|Product A||Product B|
|Initial cash outlay for building modifications||$95,000||$125,000|
|Initial building outlay for equipment||$195,000||$230,000|
|Annual pretax revenues (generated for 15 years)||$180,000||$215,000|
|Annual pretax expenditures (generated for 15 years)||$70,000||$90,000|
The building will be used for only 15 years for either Product A or Product B. After 15 years the building will be too small for efficient production of either product line. At that time, Alexis plans to rent the building to firms similar to the current occupants. To rent the building again, Alexis will need to restore the building to its present layout. The estimated cash cost of restoring the building if Product A has been undertaken is $55,000. If Product B has been manufactured, the cash cost will be $80,000. These cash costs can be deducted for tax purposes in the year the expenditures occur.
Alexis will depreciate the original building shell (purchased for $1,450,000) over a 30-year life to zero, regardless of which alternative it chooses. The building modifications and equipment purchases for either product are estimated to have a 15-year life. They will be depreciated by the straight-line method. The firm’s tax rate is 34 percent, and its required rate of return on such investments is 12 percent.
For simplicity, assume all cash flows occur at the end of the year. The initial outlays for modifications and equipment will occur today (Year 0), and the restoration outlays will occur at the end of Year 15. Alexis has other profitable ongoing operations that are sufficient to cover any losses. Which use of the building would you recommend to management?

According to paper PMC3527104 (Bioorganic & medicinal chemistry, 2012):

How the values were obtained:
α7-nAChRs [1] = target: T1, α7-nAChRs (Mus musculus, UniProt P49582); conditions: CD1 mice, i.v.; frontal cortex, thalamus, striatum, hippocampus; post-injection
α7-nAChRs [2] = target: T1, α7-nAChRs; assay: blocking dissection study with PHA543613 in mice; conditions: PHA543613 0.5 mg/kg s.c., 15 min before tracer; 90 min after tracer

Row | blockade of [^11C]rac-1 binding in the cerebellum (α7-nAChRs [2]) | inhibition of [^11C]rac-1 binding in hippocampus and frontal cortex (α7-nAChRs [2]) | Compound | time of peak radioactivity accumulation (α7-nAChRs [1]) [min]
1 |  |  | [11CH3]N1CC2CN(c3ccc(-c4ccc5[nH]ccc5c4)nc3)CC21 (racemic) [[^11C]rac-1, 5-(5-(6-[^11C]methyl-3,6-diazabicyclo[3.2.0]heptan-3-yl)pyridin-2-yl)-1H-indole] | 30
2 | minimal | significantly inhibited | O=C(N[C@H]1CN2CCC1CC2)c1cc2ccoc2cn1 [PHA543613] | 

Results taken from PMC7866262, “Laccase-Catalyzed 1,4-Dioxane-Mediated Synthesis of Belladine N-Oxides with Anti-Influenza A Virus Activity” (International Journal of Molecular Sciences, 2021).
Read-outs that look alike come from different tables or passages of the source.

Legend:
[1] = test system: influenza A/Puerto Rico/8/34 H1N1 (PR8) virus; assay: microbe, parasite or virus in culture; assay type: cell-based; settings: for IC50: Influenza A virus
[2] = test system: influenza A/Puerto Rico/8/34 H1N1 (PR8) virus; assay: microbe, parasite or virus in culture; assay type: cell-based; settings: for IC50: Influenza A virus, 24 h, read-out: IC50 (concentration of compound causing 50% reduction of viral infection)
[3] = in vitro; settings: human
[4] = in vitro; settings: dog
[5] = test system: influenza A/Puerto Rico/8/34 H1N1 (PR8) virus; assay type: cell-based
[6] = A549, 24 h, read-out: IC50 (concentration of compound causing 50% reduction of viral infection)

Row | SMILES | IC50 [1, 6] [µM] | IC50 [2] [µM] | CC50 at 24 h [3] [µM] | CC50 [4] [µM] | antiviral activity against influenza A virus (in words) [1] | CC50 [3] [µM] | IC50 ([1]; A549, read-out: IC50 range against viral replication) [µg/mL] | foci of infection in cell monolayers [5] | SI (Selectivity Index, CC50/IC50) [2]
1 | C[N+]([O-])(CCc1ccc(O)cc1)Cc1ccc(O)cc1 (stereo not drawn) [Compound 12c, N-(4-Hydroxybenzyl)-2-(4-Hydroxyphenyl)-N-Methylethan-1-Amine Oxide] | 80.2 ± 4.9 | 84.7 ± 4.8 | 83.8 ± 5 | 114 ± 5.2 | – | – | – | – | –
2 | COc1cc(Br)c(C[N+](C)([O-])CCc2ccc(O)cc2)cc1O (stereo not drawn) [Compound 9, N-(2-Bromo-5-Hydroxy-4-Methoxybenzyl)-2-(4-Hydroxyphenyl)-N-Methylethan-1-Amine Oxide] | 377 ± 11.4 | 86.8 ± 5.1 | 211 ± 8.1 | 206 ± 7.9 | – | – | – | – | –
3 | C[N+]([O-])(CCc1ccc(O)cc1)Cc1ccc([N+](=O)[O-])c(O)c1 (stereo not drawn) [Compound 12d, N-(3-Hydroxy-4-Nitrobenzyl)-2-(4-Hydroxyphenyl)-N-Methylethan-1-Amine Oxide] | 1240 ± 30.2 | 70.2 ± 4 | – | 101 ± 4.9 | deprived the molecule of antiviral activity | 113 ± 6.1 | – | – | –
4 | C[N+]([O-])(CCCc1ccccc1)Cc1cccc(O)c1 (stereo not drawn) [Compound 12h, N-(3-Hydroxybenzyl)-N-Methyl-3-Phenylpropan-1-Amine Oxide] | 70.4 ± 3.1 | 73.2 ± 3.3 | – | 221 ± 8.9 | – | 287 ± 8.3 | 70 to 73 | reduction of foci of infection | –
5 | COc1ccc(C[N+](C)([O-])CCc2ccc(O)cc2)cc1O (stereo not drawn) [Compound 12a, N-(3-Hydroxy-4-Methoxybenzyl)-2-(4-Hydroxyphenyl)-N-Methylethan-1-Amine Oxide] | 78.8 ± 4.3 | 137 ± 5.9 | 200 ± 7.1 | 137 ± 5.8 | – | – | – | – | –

3. Trident Inc.’s current business generates a constant stream of earnings per share of $5 currently, if no new investment is undertaken. Suppose the management will retain 40% of its earnings at Year 1, and invest the retained earnings in a project. For each dollar invested, the new investment will generate a return of 30% per year for only the next three years (Year 2, 3, and 4). Then the new project will end. The discount rate is 10%.
a. Suppose the company doesn’t take any new investment. What is the stock price?
b. What are the dividends at Year 1, 2, 3, 4, and 5? What is the dividend growth rate for Year 2? And for Year 3?
c. The company just announced to undertake the new project. Calculate the new stock price using the dividend discount model.
d. Calculate the new stock price using the NPVGO model.
e. Suppose you are the company’s CEO, who can change the scale of investment for the new project. How much earnings would you retain and invest at Year 1, if your goal is to maximize all shareholders’ value? Explain.
4. Vice Corp. issued 12-year coupon bonds 2 years ago at a coupon rate of 8%. The bond was issued at par and pays semiannual coupon payments. Hardy Corp. has 8% coupon bond outstanding, with semiannual coupon payments. The Hardy Corp. bonds currently have 3 years to mature. The interest rate has been unchanged, and both bonds have been priced at par value until just now, when the Fed announced to cut the annual interest rate by 1 percent.